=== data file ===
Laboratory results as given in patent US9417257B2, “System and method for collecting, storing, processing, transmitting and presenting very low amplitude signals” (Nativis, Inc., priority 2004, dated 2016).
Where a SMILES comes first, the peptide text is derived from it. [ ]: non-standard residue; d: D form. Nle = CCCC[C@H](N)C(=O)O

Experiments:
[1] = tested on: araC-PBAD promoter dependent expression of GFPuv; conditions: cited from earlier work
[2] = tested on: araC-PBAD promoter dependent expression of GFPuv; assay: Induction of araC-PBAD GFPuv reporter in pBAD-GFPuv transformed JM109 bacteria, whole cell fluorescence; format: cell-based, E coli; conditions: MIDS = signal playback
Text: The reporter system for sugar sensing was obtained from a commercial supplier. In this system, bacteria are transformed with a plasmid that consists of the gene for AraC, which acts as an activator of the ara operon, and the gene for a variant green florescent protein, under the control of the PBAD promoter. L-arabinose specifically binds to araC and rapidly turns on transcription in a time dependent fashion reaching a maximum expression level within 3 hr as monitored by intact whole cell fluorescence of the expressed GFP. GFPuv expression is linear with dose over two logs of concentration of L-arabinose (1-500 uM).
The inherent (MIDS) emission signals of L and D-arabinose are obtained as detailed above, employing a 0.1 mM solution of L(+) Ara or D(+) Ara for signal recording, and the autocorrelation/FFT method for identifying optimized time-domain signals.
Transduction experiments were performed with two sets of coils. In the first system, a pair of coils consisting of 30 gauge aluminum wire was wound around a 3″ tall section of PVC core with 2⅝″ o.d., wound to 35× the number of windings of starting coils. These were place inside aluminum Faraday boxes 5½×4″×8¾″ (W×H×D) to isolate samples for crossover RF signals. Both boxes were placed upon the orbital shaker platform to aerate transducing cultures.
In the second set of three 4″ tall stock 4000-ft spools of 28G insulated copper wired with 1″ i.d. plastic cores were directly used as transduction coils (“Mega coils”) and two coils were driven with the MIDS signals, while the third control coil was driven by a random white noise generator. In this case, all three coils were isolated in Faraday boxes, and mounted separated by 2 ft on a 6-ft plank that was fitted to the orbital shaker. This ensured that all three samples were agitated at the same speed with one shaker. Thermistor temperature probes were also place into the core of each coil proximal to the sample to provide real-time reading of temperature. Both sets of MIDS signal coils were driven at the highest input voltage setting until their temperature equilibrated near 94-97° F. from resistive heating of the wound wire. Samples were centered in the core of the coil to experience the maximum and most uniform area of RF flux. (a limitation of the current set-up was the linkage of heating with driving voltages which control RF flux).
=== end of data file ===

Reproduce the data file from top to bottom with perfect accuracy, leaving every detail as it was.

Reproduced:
Laboratory results as given in patent US9417257B2, “System and method for collecting, storing, processing, transmitting and presenting very low amplitude signals” (Nativis, Inc., priority 2004, dated 2016).
Where a SMILES comes first, the peptide text is derived from it. [ ]: non-standard residue; d: D form. Nle = CCCC[C@H](N)C(=O)O

Experiments:
[1] = tested on: araC-PBAD promoter dependent expression of GFPuv; conditions: cited from earlier work
[2] = tested on: araC-PBAD promoter dependent expression of GFPuv; assay: Induction of araC-PBAD GFPuv reporter in pBAD-GFPuv transformed JM109 bacteria, whole cell fluorescence; format: cell-based, E coli; conditions: MIDS = signal playback
Text: The reporter system for sugar sensing was obtained from a commercial supplier. In this system, bacteria are transformed with a plasmid that consists of the gene for AraC, which acts as an activator of the ara operon, and the gene for a variant green florescent protein, under the control of the PBAD promoter. L-arabinose specifically binds to araC and rapidly turns on transcription in a time dependent fashion reaching a maximum expression level within 3 hr as monitored by intact whole cell fluorescence of the expressed GFP. GFPuv expression is linear with dose over two logs of concentration of L-arabinose (1-500 uM).
The inherent (MIDS) emission signals of L and D-arabinose are obtained as detailed above, employing a 0.1 mM solution of L(+) Ara or D(+) Ara for signal recording, and the autocorrelation/FFT method for identifying optimized time-domain signals.
Transduction experiments were performed with two sets of coils. In the first system, a pair of coils consisting of 30 gauge aluminum wire was wound around a 3″ tall section of PVC core with 2⅝″ o.d., wound to 35× the number of windings of starting coils. These were place inside aluminum Faraday boxes 5½×4″×8¾″ (W×H×D) to isolate samples for crossover RF signals. Both boxes were placed upon the orbital shaker platform to aerate transducing cultures.
In the second set of three 4″ tall stock 4000-ft spools of 28G insulated copper wired with 1″ i.d. plastic cores were directly used as transduction coils (“Mega coils”) and two coils were driven with the MIDS signals, while the third control coil was driven by a random white noise generator. In this case, all three coils were isolated in Faraday boxes, and mounted separated by 2 ft on a 6-ft plank that was fitted to the orbital shaker. This ensured that all three samples were agitated at the same speed with one shaker. Thermistor temperature probes were also place into the core of each coil proximal to the sample to provide real-time reading of temperature. Both sets of MIDS signal coils were driven at the highest input voltage setting until their temperature equilibrated near 94-97° F. from resistive heating of the wound wire. Samples were centered in the core of the coil to experience the maximum and most uniform area of RF flux. (a limitation of the current set-up was the linkage of heating with driving voltages which control RF flux).